"Functional Programming For The Rest of Us" seems to pretty much cover most topics that I've come across with functional programming, except for monads. There's also an interesting presentation by Shriram Krishnamurthi about Web programming and the suitability of some ideas from functional programming (continuations mainly) and the applicability of the MVC pattern. He also states that languages should incorporate things that people have to do over and over again like garbage collection.
"Since every symbol in FP is final, no function can ever cause side effects. You can never modify things in place, nor can one function modify a value outside of its scope for another function to use (like a class member or a global variable). That means that the only effect of evaluating a function is its return value and the only thing that affects the return value of a function is its arguments.
This is a unit tester's wet dream. You can test every function in your program only worrying about its arguments. You don't have to worry about calling functions in the right order, or setting up external state properly."
"A functional program is ready for concurrency without any further modifications. You never have to worry about deadlocks and race conditions because you don't need to use locks! No piece of data in a functional program is modified twice by the same thread, let alone by two different threads."
"An interesting property of functional languages is that they can be reasoned about mathematically. Since a functional language is simply an implementation of a formal system, all mathematical operations that could be done on paper still apply to the programs written in that language."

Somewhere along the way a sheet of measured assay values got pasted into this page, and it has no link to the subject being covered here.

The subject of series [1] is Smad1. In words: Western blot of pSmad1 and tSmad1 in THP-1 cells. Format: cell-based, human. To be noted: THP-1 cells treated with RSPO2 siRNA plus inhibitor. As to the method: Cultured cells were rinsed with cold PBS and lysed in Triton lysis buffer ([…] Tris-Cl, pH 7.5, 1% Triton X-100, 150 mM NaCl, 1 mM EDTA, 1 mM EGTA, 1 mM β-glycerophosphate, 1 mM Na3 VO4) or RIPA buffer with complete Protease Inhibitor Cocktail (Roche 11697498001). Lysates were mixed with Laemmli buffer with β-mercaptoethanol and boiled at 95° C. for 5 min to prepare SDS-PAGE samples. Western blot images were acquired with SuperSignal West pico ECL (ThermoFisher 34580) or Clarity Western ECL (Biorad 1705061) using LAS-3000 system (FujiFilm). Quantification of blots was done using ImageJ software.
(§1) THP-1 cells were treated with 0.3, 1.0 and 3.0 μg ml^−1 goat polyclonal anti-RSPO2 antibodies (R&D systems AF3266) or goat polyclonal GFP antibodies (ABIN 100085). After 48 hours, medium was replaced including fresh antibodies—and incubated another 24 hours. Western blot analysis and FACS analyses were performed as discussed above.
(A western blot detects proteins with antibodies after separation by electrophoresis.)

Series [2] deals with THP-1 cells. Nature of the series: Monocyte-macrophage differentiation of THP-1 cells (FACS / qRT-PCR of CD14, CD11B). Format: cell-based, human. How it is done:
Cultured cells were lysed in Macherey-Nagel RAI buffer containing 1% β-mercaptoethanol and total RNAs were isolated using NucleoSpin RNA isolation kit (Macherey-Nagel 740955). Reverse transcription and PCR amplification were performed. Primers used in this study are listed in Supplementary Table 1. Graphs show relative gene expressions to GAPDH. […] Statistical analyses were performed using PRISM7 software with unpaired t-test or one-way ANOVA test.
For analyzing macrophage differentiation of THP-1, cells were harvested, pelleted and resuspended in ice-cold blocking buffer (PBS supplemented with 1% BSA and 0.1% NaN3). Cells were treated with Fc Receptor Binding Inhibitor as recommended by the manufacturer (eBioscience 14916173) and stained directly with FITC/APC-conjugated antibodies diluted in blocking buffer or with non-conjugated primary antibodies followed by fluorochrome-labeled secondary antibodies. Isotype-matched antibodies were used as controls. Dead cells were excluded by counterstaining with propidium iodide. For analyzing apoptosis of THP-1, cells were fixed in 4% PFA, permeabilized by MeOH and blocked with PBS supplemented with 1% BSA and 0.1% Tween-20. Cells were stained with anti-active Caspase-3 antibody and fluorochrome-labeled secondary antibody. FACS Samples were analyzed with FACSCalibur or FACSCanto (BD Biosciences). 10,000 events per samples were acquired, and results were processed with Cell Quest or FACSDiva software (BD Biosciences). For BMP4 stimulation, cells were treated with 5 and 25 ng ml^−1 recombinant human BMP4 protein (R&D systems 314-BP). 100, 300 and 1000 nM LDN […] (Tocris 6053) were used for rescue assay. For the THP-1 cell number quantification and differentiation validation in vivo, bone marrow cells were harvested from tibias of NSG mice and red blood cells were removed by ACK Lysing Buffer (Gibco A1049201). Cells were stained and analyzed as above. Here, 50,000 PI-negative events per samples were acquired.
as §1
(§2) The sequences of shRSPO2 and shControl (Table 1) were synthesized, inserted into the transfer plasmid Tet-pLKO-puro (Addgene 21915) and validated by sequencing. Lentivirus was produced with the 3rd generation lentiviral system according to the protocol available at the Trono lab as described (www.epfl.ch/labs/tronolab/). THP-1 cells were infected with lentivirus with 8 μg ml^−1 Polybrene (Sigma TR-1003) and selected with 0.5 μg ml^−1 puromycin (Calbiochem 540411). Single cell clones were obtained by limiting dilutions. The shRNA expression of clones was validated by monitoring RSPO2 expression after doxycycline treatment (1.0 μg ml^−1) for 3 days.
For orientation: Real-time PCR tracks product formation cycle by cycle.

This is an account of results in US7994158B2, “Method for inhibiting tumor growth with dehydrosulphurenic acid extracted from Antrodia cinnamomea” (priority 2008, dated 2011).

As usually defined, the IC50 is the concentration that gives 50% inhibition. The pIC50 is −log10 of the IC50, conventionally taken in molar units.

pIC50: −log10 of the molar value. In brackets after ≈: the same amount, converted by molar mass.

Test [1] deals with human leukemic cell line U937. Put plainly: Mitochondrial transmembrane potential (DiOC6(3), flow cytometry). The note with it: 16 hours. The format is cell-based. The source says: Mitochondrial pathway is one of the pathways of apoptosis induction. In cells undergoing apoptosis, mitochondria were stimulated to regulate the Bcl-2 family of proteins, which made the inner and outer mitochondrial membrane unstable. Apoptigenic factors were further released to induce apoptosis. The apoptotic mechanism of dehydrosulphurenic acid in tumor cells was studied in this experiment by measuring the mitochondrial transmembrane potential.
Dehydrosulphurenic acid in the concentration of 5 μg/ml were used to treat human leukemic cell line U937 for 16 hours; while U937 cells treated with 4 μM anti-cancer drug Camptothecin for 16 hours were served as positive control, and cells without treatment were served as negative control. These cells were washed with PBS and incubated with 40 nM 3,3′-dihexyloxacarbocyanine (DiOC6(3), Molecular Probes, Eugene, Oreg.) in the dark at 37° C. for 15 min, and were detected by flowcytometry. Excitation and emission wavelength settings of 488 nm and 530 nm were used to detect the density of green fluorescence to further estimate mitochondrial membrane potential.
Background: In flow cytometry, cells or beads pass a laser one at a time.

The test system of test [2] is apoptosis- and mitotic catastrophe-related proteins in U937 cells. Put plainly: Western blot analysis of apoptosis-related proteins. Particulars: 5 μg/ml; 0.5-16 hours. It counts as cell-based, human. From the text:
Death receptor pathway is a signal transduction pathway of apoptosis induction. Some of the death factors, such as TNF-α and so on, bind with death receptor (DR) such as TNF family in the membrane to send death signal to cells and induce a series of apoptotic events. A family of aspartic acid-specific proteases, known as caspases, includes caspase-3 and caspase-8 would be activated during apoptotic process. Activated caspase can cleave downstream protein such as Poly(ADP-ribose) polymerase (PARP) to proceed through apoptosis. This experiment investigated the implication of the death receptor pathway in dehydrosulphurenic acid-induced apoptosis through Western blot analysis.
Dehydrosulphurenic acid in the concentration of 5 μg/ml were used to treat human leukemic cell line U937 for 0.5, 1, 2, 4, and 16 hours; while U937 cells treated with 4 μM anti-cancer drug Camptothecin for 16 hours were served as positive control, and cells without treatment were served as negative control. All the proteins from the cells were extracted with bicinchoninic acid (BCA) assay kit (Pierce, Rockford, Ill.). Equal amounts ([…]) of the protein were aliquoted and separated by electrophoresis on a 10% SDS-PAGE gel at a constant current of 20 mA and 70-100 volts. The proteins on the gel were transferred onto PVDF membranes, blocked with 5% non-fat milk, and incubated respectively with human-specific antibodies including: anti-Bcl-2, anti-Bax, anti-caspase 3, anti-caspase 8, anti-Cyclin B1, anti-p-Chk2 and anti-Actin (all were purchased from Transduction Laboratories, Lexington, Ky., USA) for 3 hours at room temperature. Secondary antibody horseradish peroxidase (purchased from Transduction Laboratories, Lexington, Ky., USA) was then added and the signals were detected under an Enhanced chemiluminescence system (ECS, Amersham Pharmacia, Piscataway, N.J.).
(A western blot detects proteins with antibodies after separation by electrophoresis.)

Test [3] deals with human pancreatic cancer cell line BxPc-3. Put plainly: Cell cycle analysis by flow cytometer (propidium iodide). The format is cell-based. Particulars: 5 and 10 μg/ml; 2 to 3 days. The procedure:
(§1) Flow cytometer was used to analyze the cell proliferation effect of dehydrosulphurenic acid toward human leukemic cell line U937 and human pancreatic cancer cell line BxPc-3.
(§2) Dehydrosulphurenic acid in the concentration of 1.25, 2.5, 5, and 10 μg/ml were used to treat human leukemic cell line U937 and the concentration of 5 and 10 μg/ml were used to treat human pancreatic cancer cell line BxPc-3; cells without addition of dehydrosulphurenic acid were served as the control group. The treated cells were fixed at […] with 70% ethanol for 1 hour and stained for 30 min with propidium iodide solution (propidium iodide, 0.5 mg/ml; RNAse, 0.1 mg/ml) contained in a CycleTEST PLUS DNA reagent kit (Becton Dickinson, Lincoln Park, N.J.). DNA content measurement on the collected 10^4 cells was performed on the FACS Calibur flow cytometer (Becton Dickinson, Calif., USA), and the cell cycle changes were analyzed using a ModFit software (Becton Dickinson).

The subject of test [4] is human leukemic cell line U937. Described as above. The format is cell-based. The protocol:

"Most people I've met have read the Design Patterns book by the Gang of Four. Any self respecting programmer will tell you that the book is language agnostic and the patterns apply to software engineering in general, regardless of which language you use. This is a noble claim. Unfortunately it is far removed from the truth.
Functional languages are extremely expressive. In a functional language one does not need design patterns because the language is likely so high level, you end up programming in concepts that eliminate design patterns all together. Once such pattern is an Adapter pattern (how is it different from Facade again? Sounds like somebody needed to fill more pages to satisfy their contract). It is eliminated once a language supports a technique called currying."